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EU backs farm reforms

Latest update : 2008-05-20

EU Agriculture Commissioner Mariann Fischer Boel announced plans to continue agriculture reforms, in particular by curbing subsidies to wealthier farmers and redirecting funds to rural preservation.

STRASBOURG, France, May 20  - Europe’s farm chief took aim at wealthy farmers on Tuesday, suggesting ways of gradually docking their subsidies and channelling the saved cash into schemes to enhance and preserve the countryside.

In a blueprint for revamping farm policy up to 2013, EU Agriculture Commissioner Mariann Fischer Boel wants to abolish -- or at least curtail—a string of “old-style” farm support schemes, helping farmers respond to growing demand for food.

One of the most controversial ideas in her “health check” is to trim handouts to large farms by siphoning off cash via a tiered system of income brackets into rural development schemes.

“This health check is not a fundamental new reform, but it’s simply a possibility to modernise, strengthen, simplify and streamline our Common Agricultural Policy,” Fischer Boel said.  “Crucially, it aims as well to remove remaining restrictions on farmers, allowing them to respond to the market and the growing demand for food that we see globally,” she told a news conference at the European Parliament in Strasbourg, France.

Her plan, in effect a mini-reform, would continue a policy shift away from more traditional support mechanisms, such as safety-net public purchase of commodity stocks at fixed prices, and farm subsidies that are still linked to production volumes.

Fischer Boel’s plan will now be discussed by EU farm ministers, with a view to reaching a deal in November. It is certain to be a rough ride: EU governments already have several “shopping lists” of changes they want in specific policy areas.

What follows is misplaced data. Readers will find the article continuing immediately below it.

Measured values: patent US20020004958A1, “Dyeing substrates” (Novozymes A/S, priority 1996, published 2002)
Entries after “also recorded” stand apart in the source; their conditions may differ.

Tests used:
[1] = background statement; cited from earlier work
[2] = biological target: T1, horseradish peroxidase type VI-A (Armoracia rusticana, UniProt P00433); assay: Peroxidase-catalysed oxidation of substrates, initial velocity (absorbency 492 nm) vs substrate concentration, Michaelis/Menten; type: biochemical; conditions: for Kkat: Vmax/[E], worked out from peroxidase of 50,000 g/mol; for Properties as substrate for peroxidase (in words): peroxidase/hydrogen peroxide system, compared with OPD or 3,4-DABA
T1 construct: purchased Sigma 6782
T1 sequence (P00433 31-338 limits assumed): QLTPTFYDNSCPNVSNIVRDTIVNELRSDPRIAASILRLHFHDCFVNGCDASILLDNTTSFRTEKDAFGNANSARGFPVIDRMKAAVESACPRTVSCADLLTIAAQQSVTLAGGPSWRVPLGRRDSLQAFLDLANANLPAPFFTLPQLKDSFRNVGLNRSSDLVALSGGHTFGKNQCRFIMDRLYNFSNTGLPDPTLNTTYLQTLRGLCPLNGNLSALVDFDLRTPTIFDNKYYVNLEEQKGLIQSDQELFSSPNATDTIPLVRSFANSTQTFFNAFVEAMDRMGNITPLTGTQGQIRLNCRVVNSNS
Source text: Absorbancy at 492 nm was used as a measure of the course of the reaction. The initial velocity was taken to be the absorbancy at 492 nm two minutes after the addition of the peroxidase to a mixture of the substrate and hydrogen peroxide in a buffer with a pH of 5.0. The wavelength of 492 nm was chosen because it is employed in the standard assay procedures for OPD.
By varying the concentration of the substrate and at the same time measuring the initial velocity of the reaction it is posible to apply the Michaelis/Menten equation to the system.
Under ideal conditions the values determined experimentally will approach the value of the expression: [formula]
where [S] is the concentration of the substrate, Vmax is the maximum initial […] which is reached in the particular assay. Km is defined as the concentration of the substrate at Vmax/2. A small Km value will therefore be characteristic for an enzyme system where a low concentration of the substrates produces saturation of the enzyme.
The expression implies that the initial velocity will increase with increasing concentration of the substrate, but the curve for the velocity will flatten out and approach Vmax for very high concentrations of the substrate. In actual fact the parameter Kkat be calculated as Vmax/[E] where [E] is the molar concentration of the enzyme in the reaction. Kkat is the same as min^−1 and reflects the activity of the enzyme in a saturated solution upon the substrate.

France, by far the largest beneficiary of farm spending—a massive support programme that eats up more than 40 percent of the EU’s entire budget—is, so far, less than convinced.

“The European Commission is being unrealistic in its proposals for the future of the CAP,” French grain and oilseed growers’ group Orama said in a statement.

“Grain markets have entered an era of high volatility so public storage and true security nets for farmers are more than ever necessary to keep an interest in producing even when prices are low,” it said, calling the proposals “incomprehensible”.


The suggestion of capping the income of Europe’s largest farms has annoyed several countries, such as Britain, Germany and the Czech Republic—all with big land holders.

Farms receiving subsidies of more than 300,000 euros ($467,100) a year, for example, would see 22 percent of that siphoned into countryside-enhancing schemes by 2012.

German Agriculture Minister Horst Seehofer said in a statement he was “very critical” of that idea, which would lose German farmers more than 400 million euros of income.

Other proposals include the abolition of set-aside, which is the requirement for farmers to leave 10 percent of land fallow each year to give soil a chance to recover between crops, and also the special subsidy of 45 euros per hectare now given to farmers to grow crops for biofuels.

There will also be small annual increases in milk production quotas in a gradual market liberalisation aiming to cushion the financial pain for the EU’s dairy industry ahead of the planned abolition of the quota system in 2015.

“It’s not the time ... to micro-manage the possibilities for farmers to produce and tell them exactly what to produce. Nor can we simply, as some have been suggesting ... simply scrap the CAP,” Fischer Boel said.

That was a clear reference to recent comments from London calling for the CAP to be dismantled since it was responsible for costing consumers vastly more in higher food bills.

Date created : 2008-05-20